3D Rendering

Humans are creative creatures. Whether finding ways to turn branches and leaves into shelter, or turning whale oil into candles, or tweaking electrical signals to be able to transmit voice through a telephone. Innovation is often born of necessity, but it can also be the catalyst which transforms innocent curiosity into great discover and growth. Not all of our students are on grade level, or proficient in every subject, but every student in all of our classes is creative, and we should be using that to teach them deeper level thinking and analytical skills. This is where 3D rendering comes in.

In talking with other teachers it seems likely that at most of our schools there is probably at least one classroom with a 3D printer in it. That allows for rendering to be taken to another level, but is hardly a requirement for students to be able to get something substantial out of it. In fact, we have yet to print anything out all year, but my students regularly render objects for an assortment of tasks.

Fifth grade math we get into three dimensional shapes and learn volume. Students can use place values cubes and other manipulatives, or they can draw out 3D shapes on graph paper. These are good ways to gain a conceptual understanding of shape. Though when you have to attend to precision in rendering a rectangular prism, ensuring sides measure out exactly as they are supposed to, students have to access a level of thinking and analyzing their creation deeper than stacking cubed manipulatives.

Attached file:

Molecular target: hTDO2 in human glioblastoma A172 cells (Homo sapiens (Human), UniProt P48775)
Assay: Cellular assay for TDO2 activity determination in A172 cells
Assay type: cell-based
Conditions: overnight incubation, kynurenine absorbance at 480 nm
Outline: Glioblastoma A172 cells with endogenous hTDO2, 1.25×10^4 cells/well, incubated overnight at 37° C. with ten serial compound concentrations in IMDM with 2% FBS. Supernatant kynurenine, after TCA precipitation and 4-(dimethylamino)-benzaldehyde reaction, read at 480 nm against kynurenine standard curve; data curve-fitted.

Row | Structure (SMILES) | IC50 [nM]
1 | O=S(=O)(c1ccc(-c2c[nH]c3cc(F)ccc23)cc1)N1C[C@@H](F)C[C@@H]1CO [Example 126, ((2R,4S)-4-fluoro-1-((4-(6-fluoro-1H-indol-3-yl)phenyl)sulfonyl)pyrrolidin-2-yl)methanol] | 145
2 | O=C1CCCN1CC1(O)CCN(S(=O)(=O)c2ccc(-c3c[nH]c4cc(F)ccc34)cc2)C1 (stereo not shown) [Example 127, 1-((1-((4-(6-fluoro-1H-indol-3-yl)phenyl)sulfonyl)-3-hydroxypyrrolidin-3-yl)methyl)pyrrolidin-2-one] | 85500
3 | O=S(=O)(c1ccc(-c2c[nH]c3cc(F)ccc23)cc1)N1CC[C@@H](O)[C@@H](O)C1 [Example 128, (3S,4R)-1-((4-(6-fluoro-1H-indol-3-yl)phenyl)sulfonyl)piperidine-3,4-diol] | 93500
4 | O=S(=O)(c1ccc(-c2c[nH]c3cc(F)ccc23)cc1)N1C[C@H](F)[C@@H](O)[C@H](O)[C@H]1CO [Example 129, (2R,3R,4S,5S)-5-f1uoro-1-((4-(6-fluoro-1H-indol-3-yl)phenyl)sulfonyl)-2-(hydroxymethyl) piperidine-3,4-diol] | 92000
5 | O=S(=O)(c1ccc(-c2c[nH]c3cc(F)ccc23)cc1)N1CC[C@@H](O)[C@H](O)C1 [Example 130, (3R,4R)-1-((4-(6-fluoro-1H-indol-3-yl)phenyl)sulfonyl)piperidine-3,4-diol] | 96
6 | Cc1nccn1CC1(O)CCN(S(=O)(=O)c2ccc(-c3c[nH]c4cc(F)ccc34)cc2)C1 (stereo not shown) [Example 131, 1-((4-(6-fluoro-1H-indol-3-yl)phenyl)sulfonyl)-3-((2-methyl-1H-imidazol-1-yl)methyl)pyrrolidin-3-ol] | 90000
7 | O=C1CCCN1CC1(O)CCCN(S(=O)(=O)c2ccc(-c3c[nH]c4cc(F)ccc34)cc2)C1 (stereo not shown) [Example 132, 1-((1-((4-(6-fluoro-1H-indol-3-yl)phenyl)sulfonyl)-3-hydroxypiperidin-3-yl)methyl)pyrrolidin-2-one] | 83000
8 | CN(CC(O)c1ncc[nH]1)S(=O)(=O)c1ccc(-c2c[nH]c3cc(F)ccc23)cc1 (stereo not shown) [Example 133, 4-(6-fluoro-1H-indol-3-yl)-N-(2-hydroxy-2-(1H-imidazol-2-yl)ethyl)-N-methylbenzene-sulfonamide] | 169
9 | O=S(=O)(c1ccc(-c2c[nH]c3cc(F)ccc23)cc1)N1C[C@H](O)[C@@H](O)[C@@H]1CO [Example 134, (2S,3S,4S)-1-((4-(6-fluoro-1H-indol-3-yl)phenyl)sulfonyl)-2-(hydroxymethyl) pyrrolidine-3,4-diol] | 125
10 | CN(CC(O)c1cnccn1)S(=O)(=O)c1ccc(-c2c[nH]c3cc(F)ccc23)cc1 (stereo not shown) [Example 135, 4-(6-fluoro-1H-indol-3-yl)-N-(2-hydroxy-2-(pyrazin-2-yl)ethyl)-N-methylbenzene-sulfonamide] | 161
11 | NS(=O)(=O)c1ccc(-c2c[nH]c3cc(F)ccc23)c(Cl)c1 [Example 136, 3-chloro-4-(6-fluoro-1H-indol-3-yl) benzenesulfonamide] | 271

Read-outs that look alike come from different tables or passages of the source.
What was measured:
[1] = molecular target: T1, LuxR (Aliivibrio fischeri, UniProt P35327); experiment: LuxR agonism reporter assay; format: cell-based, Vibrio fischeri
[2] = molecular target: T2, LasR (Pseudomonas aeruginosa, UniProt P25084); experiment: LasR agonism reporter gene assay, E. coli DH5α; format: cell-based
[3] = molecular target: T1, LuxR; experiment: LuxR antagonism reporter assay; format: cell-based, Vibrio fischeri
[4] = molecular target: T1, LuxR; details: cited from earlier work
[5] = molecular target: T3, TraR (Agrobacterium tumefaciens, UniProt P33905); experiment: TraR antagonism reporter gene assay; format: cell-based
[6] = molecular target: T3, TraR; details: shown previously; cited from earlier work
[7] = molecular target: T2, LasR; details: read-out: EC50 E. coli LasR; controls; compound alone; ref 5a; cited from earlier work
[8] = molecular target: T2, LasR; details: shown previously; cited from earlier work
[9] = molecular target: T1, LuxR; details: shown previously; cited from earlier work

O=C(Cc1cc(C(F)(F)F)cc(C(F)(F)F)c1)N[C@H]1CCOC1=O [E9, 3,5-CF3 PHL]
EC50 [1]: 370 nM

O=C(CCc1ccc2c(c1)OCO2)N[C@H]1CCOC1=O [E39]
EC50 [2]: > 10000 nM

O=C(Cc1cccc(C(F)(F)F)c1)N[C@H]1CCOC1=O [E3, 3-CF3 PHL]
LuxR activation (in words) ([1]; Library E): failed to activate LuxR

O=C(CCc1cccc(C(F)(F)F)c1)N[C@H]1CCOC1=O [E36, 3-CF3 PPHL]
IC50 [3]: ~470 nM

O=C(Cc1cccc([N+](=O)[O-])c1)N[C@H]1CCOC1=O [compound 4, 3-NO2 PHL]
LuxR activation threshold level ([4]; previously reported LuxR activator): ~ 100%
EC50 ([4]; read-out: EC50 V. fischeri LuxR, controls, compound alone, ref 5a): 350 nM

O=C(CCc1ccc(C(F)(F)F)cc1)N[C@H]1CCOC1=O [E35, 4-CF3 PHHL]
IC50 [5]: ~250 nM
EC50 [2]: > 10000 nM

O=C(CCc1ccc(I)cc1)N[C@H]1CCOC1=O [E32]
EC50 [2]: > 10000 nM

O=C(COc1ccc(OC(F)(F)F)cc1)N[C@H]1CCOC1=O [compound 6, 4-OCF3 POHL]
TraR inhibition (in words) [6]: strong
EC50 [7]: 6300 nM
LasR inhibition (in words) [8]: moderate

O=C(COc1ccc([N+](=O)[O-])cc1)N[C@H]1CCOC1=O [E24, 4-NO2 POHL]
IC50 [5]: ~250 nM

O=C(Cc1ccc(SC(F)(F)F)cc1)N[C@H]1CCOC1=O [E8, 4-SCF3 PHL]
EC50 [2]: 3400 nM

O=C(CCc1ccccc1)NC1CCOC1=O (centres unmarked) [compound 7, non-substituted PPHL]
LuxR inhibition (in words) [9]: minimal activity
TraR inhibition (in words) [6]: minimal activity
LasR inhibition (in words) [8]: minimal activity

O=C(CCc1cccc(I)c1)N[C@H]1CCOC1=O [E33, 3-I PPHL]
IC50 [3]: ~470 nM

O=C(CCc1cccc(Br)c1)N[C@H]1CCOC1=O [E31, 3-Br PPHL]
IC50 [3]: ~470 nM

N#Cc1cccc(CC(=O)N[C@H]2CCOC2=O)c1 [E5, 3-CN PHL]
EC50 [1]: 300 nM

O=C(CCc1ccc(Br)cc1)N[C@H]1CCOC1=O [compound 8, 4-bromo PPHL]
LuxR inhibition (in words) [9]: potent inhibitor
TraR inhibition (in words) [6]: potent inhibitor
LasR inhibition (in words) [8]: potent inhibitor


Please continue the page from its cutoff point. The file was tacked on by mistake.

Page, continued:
Image of a student produced 3D bridge renderingScience brings up a variety of ways we can take advantage of 3D rendering. Classes in many grades have students tackle engineering design challenges, and allowing them to create something much more significant than toothpicks in marshmallows allows these challenges to become more meaningful. You also have the ability to add constraints to their builds. If students need to create a bridge, you can give size requirements/limitations and students need to think more analytically to bring their designs to life while following these outlines.

Teaching modern or digital art can offer other uses. There are a variety of free programs or websites available for use, such as Tinkercad, but many require students to make accounts that have to be verified by a parent, so that needs to be done ahead of time. If you are not sure how you may use it, try one for yourself and explore. Your students may amaze you with what they can create. Last year my students designed the keychains we 3D printed and sold at the school carnival!

 

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